The Cellar

by A. J. Whitten

  • Format: Paperback
  • ISBN-13/ EAN: 9780547232539
  • ISBN-10: 0547232535
  • Pages: 288
  • Publication Date: 05/02/2011
  • Carton Quantity: 24

Also available in:

About the Book
About the Author
Excerpts
Reviews
  • About the Book
    Meredith Willis is suspicious of Adrien, the new guy next door. When she dares to sneak a look into the windows of his house, she sees something in the cellar that makes her believe that Adrien might be more than just a creep—he may be an actual monster.

    But her sister, Heather, doesn’t share Meredith’s repulsion. Heather believes Adrien is the only guy who really understands her. In fact, she may be falling in love with him. When Adrien and Heather are cast as the leads in the school production of Romeo and Juliet, to Heather, it feels like fate. To Meredith, it feels like a bad omen. But if she tries to tear the couple apart, she could end up in the last place she’d ever want to be: the cellar. Can Meredith convince her sister that she’s dating the living dead before it’s too late for both of them?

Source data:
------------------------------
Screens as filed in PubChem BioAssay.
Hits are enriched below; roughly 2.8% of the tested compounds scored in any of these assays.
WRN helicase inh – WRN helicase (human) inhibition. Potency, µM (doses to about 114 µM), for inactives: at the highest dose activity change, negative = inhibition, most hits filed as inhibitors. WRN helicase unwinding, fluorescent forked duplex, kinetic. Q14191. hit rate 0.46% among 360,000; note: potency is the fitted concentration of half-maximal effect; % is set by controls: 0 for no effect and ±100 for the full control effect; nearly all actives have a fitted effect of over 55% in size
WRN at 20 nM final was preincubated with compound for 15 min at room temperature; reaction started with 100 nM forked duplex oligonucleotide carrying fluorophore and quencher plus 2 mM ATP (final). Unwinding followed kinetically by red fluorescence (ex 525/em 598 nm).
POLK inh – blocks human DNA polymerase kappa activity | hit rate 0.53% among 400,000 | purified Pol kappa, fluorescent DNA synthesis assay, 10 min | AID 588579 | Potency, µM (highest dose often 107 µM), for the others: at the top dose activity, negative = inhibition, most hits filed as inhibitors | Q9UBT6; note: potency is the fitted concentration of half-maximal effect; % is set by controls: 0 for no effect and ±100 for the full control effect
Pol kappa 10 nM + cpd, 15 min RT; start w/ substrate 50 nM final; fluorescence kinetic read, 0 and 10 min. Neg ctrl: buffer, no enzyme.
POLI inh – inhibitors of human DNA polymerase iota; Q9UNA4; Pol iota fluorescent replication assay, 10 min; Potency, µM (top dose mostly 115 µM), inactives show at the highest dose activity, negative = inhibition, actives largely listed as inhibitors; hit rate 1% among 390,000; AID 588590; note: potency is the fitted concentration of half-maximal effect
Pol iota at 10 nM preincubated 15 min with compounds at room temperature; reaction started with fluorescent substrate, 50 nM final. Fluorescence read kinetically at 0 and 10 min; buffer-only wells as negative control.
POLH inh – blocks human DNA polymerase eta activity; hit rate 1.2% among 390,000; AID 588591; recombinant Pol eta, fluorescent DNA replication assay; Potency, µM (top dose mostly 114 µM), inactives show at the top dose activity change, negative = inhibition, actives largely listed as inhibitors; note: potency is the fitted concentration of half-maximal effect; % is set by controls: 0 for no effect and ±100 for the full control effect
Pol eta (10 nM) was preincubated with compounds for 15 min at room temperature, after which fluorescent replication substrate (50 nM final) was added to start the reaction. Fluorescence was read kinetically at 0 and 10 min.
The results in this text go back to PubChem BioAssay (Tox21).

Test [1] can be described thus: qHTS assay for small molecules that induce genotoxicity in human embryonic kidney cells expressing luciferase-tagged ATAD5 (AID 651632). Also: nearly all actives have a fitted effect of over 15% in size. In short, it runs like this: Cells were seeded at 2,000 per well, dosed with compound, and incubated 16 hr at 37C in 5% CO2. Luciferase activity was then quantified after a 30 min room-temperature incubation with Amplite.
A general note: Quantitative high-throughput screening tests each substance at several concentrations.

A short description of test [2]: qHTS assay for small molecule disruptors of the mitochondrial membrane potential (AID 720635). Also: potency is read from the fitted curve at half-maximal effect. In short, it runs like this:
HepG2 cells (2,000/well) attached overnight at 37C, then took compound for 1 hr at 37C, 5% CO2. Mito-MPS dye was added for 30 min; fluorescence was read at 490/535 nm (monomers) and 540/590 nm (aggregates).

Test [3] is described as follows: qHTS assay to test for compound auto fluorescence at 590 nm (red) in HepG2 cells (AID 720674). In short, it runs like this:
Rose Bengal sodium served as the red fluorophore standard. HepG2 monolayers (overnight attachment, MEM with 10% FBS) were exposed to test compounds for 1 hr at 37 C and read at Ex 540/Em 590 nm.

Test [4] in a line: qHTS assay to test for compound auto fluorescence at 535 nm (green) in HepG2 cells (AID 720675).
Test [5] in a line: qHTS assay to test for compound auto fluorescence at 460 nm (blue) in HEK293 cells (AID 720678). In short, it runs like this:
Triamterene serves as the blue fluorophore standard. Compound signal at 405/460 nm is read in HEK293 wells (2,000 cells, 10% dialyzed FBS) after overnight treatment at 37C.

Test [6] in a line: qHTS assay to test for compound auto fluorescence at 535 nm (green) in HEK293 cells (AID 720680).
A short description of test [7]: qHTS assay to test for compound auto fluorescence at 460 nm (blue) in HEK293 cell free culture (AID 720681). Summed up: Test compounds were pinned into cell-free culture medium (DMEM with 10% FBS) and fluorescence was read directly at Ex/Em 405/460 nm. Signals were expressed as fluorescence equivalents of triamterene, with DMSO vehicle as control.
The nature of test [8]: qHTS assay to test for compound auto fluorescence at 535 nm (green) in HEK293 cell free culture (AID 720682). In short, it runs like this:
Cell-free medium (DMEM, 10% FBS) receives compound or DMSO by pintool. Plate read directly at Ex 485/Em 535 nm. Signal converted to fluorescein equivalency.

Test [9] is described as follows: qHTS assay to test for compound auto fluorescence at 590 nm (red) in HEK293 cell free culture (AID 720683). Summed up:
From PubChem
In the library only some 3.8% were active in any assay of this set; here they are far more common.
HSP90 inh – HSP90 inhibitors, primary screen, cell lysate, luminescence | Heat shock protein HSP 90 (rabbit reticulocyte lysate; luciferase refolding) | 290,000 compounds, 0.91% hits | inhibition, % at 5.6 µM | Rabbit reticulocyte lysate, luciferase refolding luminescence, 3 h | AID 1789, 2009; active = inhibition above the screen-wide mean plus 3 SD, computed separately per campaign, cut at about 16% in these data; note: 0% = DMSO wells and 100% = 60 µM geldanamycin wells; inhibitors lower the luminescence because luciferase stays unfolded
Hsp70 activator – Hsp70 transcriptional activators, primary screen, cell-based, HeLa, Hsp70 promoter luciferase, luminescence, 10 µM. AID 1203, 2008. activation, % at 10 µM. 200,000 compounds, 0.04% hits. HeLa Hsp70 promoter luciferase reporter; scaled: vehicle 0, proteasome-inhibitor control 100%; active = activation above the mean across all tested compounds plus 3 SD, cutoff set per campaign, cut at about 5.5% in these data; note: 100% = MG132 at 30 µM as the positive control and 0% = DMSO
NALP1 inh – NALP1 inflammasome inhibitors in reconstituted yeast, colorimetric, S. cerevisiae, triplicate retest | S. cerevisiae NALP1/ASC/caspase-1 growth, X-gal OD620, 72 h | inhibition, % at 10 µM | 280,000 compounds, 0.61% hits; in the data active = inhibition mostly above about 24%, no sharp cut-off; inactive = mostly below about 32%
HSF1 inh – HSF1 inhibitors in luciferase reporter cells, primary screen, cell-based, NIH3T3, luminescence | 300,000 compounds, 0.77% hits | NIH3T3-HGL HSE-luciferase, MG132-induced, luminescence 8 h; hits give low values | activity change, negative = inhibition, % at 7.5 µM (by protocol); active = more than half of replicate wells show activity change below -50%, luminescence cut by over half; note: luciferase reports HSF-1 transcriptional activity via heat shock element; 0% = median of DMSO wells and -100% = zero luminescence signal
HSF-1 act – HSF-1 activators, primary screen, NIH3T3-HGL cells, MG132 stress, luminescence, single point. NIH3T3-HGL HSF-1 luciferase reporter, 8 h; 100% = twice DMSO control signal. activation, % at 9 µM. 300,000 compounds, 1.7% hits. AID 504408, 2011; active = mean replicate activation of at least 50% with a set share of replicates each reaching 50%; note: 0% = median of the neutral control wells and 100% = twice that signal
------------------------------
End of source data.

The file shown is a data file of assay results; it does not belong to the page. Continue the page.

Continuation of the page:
• About the Author
  • Excerpts

    Chapter 1

    Some days, Meredith, I just . . . I just wish it was me who
    died,” my sister said that Tuesday morning in early September.
     I stared at Heather. At sixteen she was a younger version of
    me, with darker hair and browner eyes. I was only ten months
    older than her but some days felt like a decade older.
     I must have heard her wrong. She talked so softly now, I
    was always hearing something other than what she reallysaid.
    “You . . . you what?”
     “I just said I wish it had been me. That’s all.” Heather
    shrugged. Then she poured a crapload of Cocoa Pebbles into